But then, courageous styling is like that, isn’t it?


 It goes like a freight train. That motor is as big as it looks — 111 cubic inches translates to 1,811 cubic centimetres, with two monster pistons stomping up and down the cylinders. It sounds and feels like an early V8 Falcon motor. It rumbles and shakes and growls and says ‘power’ more than ‘speed’. In contrast to a sports bike or a big Japanese multi, you feel like you’re being pulled along by the Indian, rather than pushed by a Honda.

The best engine range is, surprisingly, quite narrow. You live between 1500 and 3500 rpm, with the most fierce urge about half way between those figures. With six gears to choose from, the motor is perfectly happy dawdling in traffic or loping along the highway, somewhere north of the open road speed limit.

While the motor has buckets of old-world charm, it’s held up by buckets of new-world tech — so it behaves itself impeccably. Fuelling was spot on, and it started and idled faultlessly.

It really is a great engine.


It sounds like a Harley. Sorry, but it does. And that’s fine by me. Indian offers various exhausts, so you can go louder if you like, but the standard issue sounds wonderful to me, from idle all the way to full roar. Love it.


I didn’t have the courage to do anything that could be described as an emergency stop. But I was impressed with the brakes, nonetheless. Engine braking is substantial, a fact you really notice as you roll into town and enter a lower speed zone — just back off the throttle and she slows down. Add some pressure to the brakes as well, and you pull up rapidly.

Riding the Nannup-Balingup Road was another interesting brake test. For the most part, it was a third gear brake-and-throttle exercise. Keeping in mind it was my first run on the road, the ground speed was pretty modest; but great fun. Thunder up to a corner, dab the foot brake, get a good sight on the corner and exit point, then crank up those Newtons to pull you through.


You can probably forget lane-splitting (although I’m sure there are folks out there who’d give it a crack) and it does take a while to get accustomed to the size and weight of the beast at walking speed.

Pulling up to the lights is an exercise in timing. You want to come to a true stop and then put your left foot down, keeping your right foot on the car-style brake pedal for stability. I know it sounds easy, and you think you do that all the time, right? With some luggage on board and a wife on the back — keeping in mind you’re now dealing with near-on 500kg of weight — it does take a while to perfect the stop.

But you do perfect it. And once you get the hang of it, it’s a piece of cake.

And once you reach 10kmh the weight vanishes. Just point the bike where you want to go, keep aware of your width, and feel like king of the road.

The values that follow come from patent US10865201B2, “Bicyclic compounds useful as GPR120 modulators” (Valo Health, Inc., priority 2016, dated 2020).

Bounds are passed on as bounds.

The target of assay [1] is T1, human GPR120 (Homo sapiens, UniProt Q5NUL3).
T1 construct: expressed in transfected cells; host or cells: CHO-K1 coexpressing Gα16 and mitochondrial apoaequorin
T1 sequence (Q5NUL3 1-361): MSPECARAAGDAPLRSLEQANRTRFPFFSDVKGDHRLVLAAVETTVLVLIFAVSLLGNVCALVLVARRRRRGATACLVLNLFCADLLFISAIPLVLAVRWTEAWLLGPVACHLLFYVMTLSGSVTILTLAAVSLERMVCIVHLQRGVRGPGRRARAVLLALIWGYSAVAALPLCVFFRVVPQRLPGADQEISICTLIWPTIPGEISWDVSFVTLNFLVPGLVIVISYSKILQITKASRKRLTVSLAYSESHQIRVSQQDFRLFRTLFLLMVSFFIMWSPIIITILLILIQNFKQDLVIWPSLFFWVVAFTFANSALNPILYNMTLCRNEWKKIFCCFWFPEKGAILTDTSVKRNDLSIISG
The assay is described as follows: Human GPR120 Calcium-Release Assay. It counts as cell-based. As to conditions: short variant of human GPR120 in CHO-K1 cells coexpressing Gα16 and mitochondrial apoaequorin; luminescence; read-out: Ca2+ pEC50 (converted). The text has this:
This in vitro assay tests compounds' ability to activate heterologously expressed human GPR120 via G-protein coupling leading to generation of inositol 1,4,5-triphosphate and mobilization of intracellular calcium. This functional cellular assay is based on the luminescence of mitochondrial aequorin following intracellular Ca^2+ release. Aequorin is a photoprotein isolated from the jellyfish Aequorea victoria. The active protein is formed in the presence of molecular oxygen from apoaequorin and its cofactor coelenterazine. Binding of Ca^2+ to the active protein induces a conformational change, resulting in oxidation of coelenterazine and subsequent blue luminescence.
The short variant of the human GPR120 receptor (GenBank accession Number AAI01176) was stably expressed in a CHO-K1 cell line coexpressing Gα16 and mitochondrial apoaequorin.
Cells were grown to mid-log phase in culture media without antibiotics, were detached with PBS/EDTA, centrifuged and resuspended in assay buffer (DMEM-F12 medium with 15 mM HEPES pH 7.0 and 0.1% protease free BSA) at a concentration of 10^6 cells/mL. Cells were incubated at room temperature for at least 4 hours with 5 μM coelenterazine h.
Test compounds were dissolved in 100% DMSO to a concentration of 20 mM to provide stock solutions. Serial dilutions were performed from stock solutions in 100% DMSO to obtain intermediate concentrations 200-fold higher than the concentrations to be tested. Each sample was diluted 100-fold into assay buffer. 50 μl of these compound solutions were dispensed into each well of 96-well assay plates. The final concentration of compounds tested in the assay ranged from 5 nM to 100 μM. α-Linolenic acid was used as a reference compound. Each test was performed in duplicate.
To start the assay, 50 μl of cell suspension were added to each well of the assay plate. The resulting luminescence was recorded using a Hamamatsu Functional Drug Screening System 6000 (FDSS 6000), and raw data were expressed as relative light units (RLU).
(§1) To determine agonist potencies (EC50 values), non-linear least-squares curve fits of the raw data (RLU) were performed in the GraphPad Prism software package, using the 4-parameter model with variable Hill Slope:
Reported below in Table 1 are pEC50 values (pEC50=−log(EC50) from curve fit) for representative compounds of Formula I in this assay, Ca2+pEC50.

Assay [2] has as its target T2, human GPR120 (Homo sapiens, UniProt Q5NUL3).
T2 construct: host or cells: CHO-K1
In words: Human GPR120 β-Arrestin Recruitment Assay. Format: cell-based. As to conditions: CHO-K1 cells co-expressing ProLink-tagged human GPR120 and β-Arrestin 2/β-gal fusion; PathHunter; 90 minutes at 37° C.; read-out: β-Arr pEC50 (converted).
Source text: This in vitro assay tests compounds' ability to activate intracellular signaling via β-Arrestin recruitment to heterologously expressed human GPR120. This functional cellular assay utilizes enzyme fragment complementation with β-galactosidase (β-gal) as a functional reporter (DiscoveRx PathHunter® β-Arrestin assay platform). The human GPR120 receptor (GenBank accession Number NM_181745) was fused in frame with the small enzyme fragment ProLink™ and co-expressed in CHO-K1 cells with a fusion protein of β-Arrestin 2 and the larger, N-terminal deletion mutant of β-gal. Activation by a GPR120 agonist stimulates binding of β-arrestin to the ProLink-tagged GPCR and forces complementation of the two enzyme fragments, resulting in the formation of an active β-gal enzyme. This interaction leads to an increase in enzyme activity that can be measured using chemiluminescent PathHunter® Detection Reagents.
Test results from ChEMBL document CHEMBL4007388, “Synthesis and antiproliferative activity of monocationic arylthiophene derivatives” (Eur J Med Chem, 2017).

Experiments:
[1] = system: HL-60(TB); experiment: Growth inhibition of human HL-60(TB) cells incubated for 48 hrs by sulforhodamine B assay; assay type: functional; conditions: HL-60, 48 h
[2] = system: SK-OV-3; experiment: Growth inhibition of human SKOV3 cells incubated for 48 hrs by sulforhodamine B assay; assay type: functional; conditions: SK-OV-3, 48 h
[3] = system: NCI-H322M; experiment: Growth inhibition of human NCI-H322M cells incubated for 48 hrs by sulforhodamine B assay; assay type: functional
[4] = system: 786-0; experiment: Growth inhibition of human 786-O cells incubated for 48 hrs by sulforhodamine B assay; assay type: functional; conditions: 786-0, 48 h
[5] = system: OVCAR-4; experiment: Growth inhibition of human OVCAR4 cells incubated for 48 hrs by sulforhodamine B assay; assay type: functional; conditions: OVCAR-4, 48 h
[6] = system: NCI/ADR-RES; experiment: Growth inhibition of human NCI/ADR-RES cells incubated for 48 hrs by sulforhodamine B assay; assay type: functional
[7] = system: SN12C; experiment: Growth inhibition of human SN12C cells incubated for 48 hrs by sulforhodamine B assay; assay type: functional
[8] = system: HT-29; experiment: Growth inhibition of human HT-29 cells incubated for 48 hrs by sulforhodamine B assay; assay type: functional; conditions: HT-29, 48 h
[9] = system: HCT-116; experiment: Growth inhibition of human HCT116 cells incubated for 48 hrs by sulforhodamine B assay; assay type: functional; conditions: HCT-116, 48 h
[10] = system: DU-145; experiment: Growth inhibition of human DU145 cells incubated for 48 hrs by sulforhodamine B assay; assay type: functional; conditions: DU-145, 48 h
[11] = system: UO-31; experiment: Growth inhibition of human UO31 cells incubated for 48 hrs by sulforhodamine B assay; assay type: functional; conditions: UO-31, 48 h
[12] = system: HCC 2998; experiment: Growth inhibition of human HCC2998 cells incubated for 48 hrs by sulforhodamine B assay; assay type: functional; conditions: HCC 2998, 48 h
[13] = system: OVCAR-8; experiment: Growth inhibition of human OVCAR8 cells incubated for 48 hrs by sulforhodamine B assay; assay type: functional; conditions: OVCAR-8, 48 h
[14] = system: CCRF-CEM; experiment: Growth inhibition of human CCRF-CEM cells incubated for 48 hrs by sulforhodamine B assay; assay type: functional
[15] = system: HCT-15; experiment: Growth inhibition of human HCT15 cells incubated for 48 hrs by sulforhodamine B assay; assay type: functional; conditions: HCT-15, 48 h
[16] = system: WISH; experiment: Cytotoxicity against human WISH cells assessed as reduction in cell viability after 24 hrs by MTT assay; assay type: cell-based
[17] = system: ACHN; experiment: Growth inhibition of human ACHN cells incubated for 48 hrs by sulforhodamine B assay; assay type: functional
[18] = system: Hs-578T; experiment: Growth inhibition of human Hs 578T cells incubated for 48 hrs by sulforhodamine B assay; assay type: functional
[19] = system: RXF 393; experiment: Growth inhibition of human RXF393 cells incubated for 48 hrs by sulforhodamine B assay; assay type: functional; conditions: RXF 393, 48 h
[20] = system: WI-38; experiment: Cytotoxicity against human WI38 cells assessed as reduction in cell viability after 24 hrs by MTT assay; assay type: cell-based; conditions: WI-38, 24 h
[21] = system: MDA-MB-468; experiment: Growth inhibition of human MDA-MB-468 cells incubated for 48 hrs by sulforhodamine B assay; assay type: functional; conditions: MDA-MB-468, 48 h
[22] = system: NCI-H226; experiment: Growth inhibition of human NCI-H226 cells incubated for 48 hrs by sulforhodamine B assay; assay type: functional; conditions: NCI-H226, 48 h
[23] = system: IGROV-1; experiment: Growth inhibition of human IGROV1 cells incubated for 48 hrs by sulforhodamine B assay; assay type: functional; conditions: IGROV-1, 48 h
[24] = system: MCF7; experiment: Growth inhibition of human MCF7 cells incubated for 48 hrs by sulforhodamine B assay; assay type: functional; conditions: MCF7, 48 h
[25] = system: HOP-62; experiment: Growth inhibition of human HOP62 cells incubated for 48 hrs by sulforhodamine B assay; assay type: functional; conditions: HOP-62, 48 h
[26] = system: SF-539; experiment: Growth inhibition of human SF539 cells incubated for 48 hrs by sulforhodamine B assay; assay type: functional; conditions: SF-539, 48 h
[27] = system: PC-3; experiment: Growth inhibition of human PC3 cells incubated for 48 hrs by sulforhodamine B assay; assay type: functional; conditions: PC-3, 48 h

The Indian Roadmaster is built for the highway — and it does it well.

Most big-engined bikes don’t feel right at 110, wanting to stretch their legs to find their sweet spot in the rev zone. Thing is, most full-size bikes these days find their sweet spot in top gear at about 130 or 140. And if your mount has any sporting tendencies, it feels like a racehorse on a tight rein at the legal speed limit, right?

Not this bike.

The big engine feels and sounds just right at 110. It can go faster of course, quite a lot faster if you like, but at 110 you feel relaxed and comfortable. To overtake, there’s no need to bother your left hand or your leg foot. You just twist the grip and go. Rapidly, too.

CAPTION: Old-school analogue speedo and tacho are bumped aside for thoroughly modern touch screen on-board computer. It worked a treat, with everything from GPS and tyre pressure monitor to controls for the surprisingly good stereo system.

The big, wide fairing has an electric windshield — yep, an electric up-and-down window just like in the Jeep. Like all of the Roadmaster’s electronic do-dads you start by learning how to use it, then you get accustomed to it, then you get to like it, then you begrudgingly wish your bike had it too. I found myself fiddling with the windshield quite a bit, mostly keeping my eye-line fractionally above the top of the glass. That meant having the screen down low in town when my focal point tended to be twenty or thirty metres ahead, but up high when I was on the highway with my focal point way down the road.

When I wanted to go fast, I dropped the screen by an inch or two and squatted down in the seat (the word ‘crouch’ doesn’t fit) and looked through the screen rather than over it. The lower profile improved the aerodynamics, minimised road noise and felt more stable.